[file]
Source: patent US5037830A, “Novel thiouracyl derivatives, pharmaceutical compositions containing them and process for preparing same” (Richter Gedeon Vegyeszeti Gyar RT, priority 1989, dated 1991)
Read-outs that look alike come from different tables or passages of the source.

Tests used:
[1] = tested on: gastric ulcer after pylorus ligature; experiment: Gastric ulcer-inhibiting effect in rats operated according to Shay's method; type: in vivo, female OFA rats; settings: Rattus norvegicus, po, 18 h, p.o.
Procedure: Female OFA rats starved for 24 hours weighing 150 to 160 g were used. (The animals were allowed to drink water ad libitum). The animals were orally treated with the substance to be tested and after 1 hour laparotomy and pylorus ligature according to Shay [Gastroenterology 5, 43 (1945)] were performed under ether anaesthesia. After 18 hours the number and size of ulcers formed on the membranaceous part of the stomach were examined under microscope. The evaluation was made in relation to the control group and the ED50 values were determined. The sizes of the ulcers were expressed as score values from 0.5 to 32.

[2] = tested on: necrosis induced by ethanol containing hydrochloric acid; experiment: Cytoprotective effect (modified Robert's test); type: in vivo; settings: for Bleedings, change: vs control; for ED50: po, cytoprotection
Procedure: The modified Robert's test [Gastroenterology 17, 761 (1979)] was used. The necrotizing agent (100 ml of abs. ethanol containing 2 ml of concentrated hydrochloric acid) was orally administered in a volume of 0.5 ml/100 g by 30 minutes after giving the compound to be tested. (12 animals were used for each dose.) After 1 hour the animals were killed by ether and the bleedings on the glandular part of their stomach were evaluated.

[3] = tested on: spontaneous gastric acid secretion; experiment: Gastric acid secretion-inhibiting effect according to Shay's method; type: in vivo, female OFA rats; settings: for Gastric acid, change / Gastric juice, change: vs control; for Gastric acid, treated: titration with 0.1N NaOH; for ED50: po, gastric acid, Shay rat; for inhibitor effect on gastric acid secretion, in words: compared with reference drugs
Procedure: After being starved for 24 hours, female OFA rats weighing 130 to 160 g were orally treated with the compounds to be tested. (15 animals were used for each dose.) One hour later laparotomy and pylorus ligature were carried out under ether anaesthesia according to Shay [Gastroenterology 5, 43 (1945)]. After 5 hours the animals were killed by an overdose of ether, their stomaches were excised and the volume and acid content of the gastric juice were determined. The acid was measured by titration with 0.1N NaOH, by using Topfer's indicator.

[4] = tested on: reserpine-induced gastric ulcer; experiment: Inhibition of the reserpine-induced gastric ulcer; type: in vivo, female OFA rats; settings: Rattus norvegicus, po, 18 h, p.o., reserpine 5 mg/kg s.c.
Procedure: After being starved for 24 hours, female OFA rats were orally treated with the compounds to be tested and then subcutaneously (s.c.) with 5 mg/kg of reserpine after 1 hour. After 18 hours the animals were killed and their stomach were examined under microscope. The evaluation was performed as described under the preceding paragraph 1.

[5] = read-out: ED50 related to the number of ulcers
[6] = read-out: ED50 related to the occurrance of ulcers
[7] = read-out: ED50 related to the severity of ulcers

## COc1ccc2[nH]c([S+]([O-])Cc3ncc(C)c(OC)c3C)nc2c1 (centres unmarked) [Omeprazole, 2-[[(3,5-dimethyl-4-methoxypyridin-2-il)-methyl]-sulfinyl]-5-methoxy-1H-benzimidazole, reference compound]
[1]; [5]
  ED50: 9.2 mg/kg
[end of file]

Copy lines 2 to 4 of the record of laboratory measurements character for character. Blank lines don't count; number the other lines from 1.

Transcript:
Read-outs that look alike come from different tables or passages of the source.

Tests used:
[1] = tested on: gastric ulcer after pylorus ligature; experiment: Gastric ulcer-inhibiting effect in rats operated according to Shay's method; type: in vivo, female OFA rats; settings: Rattus norvegicus, po, 18 h, p.o.